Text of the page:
Spanish Company Using Donkey Dung To Make Paper Are No Jackasses

A Spanish company that has pioneered the making of paper out of donkey dung says that sales are soaring.

Jordi Torrent is the owner of the Sastres Paperers  paper company and he said that he first came up with the idea during the first coronavirus lockdown in March 2020. He told Metropolitan Press in an exclusive interview that the paper is “brown with ‘golden’ marks, which is caused by the fibre in the donkeys’ diet.”

The company is located in the town of Banyoles, in the eastern Spanish province of Girona, in the Catalonia region and Torrent, 44, started looking into new ways of creating paper using natural fibres last year.

Now the paper is sold in shops all over Europe, as well as online, after becoming wildly successful.

The package of paper done by donkey dung created by the Spanish company in the town of Banyoles, in the eastern Spanish province of Girona. (Jordi Torrent-Sastres Paperers/Real Press)

The businessman said that the company has been making paper for 34 years. He took over at the helm seven years ago. They are very interested in working with natural materials such as cotton or linen, among others, to create paper for fine arts projects.

Now their paper, which is of a very high quality, is being sold in art supply shops.

Torrent explained that “during the coronavirus lockdown, we explored other materials, in a very open-minded way, looking for innovation”. He was told many years ago that in Asian countries such as Sri Lanka, elephant dung is used to make paper.

But as elephants are not all that common animal in Spain, the businessman thought that donkeys might provide fibres of a similar quality.

Torrent said: “There is a special tradition in the area involving the Catalan donkey, which has special characteristics. It is strong, tall and hardworking, and because of the mechanisation of agriculture, their use has dropped dramatically in the last few years, so much so that you could say that it has become an endangered species.”

So the businessman decided that the best way to pay tribute to this important local animal, the Catalan donkey (Equus afrucanus asinus var. catalana) was to use its dung to create a high-quality, handmade type of paper, in a way that would also help “develop the local community”.

Torrent then decided to talk with a donkey breeder in the area. Taking advantage of the fact that demand for handcrafted paper had temporarily slumped due to the coronavirus lockdown, he started to work with the donkey dung.

According to the businessman, donkey faecal matter makes for a very reliable ingredient for making paper. He explained that handcrafted paper is made using natural fibres, which are a key component in the natural diet of donkeys.

Torrent said: “Paper is made with the cellulose we obtain from vegetables and the donkey, during digestion, does a similar process to that of making pulp to make paper, so it can be said that the work we do is similar to its digestion.”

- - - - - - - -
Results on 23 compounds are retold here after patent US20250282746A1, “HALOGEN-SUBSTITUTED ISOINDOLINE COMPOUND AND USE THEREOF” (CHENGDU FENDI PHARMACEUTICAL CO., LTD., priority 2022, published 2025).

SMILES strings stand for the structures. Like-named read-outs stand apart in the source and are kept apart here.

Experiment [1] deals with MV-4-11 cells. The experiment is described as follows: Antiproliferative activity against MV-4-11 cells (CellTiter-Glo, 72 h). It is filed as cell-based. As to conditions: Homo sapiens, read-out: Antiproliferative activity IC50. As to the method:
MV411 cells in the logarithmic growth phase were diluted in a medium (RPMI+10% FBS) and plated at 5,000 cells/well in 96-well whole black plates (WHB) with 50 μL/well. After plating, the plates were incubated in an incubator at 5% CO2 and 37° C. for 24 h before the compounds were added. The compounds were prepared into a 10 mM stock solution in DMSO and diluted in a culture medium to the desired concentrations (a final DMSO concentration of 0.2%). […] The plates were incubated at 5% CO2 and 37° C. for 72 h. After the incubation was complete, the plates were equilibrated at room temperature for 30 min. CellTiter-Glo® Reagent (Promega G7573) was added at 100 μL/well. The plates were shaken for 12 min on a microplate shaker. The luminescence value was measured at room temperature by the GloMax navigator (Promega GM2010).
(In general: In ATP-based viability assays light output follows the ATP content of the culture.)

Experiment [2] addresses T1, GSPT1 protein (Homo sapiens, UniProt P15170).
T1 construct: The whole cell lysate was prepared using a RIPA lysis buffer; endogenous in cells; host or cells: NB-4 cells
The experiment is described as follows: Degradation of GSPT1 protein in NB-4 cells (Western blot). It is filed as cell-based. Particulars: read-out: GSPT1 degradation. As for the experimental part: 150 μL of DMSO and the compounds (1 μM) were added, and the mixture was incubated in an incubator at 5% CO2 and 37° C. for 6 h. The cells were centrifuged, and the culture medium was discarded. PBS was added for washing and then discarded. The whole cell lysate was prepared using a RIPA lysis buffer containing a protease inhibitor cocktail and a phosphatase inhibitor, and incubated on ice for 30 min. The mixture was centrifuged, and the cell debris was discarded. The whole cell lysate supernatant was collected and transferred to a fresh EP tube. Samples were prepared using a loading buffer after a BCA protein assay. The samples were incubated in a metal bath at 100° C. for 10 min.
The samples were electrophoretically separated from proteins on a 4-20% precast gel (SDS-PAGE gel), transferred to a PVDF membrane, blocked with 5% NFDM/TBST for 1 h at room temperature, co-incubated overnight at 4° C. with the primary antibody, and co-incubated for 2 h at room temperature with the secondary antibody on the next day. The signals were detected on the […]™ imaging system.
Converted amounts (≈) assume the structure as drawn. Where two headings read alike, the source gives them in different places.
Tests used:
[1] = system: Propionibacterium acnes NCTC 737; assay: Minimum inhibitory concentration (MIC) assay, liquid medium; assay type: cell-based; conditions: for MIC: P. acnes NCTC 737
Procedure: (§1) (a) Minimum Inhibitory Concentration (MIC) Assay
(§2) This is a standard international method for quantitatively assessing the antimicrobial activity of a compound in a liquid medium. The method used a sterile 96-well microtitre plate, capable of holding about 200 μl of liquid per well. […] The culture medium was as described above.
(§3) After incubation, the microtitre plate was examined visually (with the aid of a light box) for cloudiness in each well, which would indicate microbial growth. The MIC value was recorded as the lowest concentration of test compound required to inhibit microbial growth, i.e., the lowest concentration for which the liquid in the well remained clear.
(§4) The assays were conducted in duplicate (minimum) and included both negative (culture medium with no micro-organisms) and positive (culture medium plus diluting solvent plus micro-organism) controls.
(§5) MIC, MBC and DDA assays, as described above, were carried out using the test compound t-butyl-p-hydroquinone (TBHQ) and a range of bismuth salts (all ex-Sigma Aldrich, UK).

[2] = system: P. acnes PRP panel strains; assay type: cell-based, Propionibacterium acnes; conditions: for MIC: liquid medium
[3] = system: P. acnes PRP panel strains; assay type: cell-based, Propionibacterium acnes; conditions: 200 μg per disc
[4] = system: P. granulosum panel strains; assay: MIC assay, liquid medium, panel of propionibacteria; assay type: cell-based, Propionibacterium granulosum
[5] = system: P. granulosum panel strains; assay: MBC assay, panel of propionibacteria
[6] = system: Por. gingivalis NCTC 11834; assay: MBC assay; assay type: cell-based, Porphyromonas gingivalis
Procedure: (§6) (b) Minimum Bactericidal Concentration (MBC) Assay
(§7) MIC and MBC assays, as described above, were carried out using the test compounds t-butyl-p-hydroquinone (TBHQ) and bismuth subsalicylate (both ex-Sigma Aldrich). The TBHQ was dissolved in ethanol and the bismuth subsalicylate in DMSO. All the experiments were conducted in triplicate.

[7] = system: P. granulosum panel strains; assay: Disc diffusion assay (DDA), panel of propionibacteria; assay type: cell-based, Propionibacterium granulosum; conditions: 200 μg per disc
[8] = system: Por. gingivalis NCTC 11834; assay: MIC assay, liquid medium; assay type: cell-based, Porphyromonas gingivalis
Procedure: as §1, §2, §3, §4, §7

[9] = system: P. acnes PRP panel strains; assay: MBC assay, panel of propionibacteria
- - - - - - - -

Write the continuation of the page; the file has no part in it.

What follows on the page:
The donkey dung is then left outside to dry and be cleaned. Sometimes it is left out for weeks at a time, because allowing it to rest and be cleansed by rainwater acts as a sort of first wash and first treatment of this fibre, Torrent explained.

The dung is then taken to a mill where it is washed again in order to remove any stones or small branches.

Then there is the process of refining the pulp to make paper. According to Torrent, in just one morning, during which time 20 minutes is spent washing the pulp and around one hour spent refining the process, there is enough pulp to create 500 pages of A4 paper.

Torrent claims that the process is not smelly, as donkey dung does not smell bad. He also said that handling the dung is safe, adding that “everyone working the fields is more exposed to bacteria than we are.”

After the pulp is ready, the process of creating the paper is actually fairly similar to the traditional one. Torrent explained: “We make pages using moulds and after that they are left to dry in a natural process and after a day they are dry.”

Despite the mould being 50 by 70 centimetres (19.68 by 27.55 inches), the paper is sold in A4 format, having been cut after the drying process.

The workers then put the paper in packets of 10 A4 pages, with seven pages weighing 130 grammes (4.58 ounces), and three pages weighing 270 grammes (9.52 ounces), which are a bit thicker and can be used as envelopes, as cards, or for fine arts, with a total cost of around EUR 15.96 EUR (USD 19; GBP 13.68) for 10 pages.

The paper is sold in three different shops in Barcelona, in the Catalonia region, in eastern Spain. It is also sold in the French capital Paris, in Belgium, in Denmark and in other parts of Europe. And it can even be bought online through their website.

Despite the paper being of a very high quality, their slogan is “sh*t paper for sh*t times.”

The businessman said that their donkey dung paper has been a great success and that they did not expect that, as they only did it as a way of experimenting with other materials and to call attention to the way they work.

According to Torrent, the paper they make is commonly used by fine arts artists and by advertising designers because “the paper is not just a place to convey a message, it is the message itself”.